Monday, November 12, 2012

OT: Science Project

This is way off topic, but I wanted to share a science project that I made with my 12 year old daughter last year for her 6th grade natural science class.  She was required to make a replica of a cell, whether animal or vegetable didn't matter, as long as it was accurate and labeled the components that make up a typical cell.

We decided that we wanted something that was a little more impressive than your run-of-the-mill school project made with noodles and play-dough.  So after much brainstorming and looking around hobby stores and Home Depot, we decided to go high-tech.

We constructed the cell walls out of plexiglass:
We made a cube out of six pieces of plexi, then build two spacers for inside the cube out of four more pieces.

Connected the pieces of plexi with clear packing tape:
We make sure to keep wrinkles to a minimum and used just enough tape to keep it together.

Added organelles by printing them on 8.5" x 11" labels:
We cut the shapes out using an Xacto hobby knife to be able to keep close to the lines. 

And gave it a little flash with a Sylvania LED "Light Flute":
This was a little tricky.  The hardest part was positioning it close enough to door to be able to turn it on, but not so close as to have it turn on by itself or break the plexi.  I tried cutting a hole in a sheet of plexi for the switch, but ended up breaking it, so we just pushed it up next to the "door" and left it like that.

The final result came out pretty well!  Here are a few pics of how it turned out.

With the lights in the room on:

And again with the lights off! 

We used clear labels to label the individual organelles.  This was a really fun project!  The teacher liked it so much that she kept it!!  It is on permanent display in her class room.  This is not a ham project, but it was still a lot of fun and I wanted to share.  Hopefully it gives you some ideas to use yourself.


Richard, KK4JDO

Wednesday, November 7, 2012

Mobile mounts

I just got my new mounts in today for the radios that I built the console for in the last post!  I've been trying to figure out how to mount the antennas for my radios in such a way that they work good and look good.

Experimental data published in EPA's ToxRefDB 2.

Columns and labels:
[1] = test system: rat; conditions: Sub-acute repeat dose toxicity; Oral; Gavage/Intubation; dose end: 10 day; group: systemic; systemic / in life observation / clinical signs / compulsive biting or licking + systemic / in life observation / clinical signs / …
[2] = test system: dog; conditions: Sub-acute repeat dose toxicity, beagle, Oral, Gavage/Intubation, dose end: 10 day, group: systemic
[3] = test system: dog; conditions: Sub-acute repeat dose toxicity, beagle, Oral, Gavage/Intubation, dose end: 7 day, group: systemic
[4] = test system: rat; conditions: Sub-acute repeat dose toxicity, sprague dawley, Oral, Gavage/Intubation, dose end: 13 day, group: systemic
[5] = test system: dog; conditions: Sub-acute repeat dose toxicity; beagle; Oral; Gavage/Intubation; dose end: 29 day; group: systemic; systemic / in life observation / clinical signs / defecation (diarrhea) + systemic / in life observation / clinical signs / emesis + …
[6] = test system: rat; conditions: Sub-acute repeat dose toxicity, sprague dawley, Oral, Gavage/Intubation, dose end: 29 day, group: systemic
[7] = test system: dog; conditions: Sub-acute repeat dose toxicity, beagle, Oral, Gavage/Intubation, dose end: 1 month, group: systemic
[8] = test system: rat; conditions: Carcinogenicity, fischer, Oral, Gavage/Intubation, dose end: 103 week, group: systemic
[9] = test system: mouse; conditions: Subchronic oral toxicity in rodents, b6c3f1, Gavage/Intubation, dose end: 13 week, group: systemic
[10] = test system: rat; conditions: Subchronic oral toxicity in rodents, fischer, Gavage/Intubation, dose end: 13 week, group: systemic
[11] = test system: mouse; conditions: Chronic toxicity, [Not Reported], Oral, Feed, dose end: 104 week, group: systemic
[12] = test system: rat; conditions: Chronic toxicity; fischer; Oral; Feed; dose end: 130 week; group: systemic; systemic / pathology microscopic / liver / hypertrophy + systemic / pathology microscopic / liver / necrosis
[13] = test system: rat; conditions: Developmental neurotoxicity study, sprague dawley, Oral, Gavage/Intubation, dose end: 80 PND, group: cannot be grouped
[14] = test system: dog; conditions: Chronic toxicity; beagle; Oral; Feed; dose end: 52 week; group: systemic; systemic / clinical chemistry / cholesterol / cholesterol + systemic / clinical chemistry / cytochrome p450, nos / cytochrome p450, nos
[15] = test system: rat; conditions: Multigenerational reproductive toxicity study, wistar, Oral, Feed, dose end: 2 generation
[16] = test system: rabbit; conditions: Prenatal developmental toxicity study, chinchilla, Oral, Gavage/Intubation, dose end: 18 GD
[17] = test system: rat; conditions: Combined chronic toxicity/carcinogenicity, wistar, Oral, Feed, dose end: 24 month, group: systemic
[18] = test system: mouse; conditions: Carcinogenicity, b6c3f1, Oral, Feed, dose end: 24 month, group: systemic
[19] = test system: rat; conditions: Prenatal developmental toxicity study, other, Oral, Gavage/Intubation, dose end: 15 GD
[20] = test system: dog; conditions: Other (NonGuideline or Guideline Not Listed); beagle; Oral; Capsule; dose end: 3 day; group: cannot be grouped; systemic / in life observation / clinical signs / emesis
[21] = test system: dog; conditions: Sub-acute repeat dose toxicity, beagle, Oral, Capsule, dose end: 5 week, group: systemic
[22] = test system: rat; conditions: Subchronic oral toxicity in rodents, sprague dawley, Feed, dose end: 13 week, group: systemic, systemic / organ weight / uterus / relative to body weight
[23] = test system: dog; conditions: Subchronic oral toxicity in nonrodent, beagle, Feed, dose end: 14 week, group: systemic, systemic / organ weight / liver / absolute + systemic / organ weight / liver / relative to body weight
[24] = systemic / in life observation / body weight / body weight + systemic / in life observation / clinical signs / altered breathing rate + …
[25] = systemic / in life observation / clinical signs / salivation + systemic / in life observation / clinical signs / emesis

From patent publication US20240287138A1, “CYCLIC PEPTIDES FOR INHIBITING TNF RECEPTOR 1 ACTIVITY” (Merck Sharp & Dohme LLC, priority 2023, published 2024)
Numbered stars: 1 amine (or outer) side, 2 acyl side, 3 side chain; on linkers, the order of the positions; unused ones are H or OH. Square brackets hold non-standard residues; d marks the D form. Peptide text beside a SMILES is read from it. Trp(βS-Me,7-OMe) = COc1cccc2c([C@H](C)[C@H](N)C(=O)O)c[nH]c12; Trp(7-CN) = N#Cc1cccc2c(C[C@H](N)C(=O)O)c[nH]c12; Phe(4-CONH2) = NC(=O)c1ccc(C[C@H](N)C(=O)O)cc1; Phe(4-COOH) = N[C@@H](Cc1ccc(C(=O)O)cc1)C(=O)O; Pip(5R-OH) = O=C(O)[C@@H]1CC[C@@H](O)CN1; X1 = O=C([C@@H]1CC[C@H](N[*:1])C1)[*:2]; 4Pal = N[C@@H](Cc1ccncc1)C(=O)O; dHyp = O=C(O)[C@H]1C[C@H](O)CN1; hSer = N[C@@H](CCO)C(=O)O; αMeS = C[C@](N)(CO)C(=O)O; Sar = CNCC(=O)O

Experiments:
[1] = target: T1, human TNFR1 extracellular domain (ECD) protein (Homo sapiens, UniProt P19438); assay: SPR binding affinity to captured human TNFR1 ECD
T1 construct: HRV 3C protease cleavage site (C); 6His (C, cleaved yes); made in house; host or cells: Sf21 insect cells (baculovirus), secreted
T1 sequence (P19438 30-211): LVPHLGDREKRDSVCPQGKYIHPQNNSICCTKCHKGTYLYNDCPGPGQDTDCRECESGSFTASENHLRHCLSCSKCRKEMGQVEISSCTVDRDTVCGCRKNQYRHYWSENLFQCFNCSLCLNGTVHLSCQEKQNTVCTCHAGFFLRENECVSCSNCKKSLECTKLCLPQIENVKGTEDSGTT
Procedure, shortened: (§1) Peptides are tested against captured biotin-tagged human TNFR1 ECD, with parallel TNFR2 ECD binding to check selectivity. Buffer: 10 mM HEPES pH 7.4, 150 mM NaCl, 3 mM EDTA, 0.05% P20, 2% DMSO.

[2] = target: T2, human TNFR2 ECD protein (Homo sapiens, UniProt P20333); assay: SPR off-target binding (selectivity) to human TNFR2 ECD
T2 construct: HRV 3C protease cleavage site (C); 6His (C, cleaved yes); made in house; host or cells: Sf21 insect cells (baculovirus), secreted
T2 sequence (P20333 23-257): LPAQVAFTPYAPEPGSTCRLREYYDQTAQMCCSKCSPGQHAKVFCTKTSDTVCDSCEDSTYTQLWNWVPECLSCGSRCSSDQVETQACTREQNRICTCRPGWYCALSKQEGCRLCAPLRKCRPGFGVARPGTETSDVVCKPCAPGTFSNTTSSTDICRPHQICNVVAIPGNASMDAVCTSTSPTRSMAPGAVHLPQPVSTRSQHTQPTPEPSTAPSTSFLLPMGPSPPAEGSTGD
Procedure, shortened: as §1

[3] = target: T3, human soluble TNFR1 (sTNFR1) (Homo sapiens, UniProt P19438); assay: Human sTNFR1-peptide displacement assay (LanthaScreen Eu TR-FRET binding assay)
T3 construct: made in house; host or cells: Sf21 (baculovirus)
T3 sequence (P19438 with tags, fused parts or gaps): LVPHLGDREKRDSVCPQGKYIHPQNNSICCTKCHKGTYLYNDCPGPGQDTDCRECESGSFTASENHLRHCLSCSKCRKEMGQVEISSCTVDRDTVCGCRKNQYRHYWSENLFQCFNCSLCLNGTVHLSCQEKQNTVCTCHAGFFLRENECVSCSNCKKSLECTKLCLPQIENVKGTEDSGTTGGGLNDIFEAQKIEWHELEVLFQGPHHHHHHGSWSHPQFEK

When I only had a single radio in the truck I used a Comet hood-lip mount with matching coax connector.  This mount works okay, but it is a bit bulky.  I have never been a fan of lip mounts as they sometimes deform the surface that they are attached to.  This one seems to be large enough to spread the stress out over a fair area and may alleviate this issue.  I haven't seen any deformation in the six months that I've had it on.  Here is a pic of the truck with this mount using a 38" Diamond 2m/70cm half-wave antenna.

As I said, this mount seems to work pretty well. But I wanted to add a second or third antenna without starting to look like a four-poster bed.  So I decided to investigate stake-pocket mounts to relocate this antenna and add the additional antenna for the CB in the other stake pocket.  After much searching and reading I decided to order some mounts from Breedlove Mounts out of Gastonia, NC.  They had amazing reviews and seemed like a good deal.  I ordered the EZN Flat mount Model #14 (SO-239) and the Model #55 (3/8" stud) mounts.

I ordered these mounts Sunday evening off of their website, and the arrived with today's mail (Wednesday).  Pretty quick service!  The mounts appear to be extremely well made.  The craftsmanship is top notch and you definitely get your money's worth.  Here are a few pics, front and back, of the mounts that I ordered: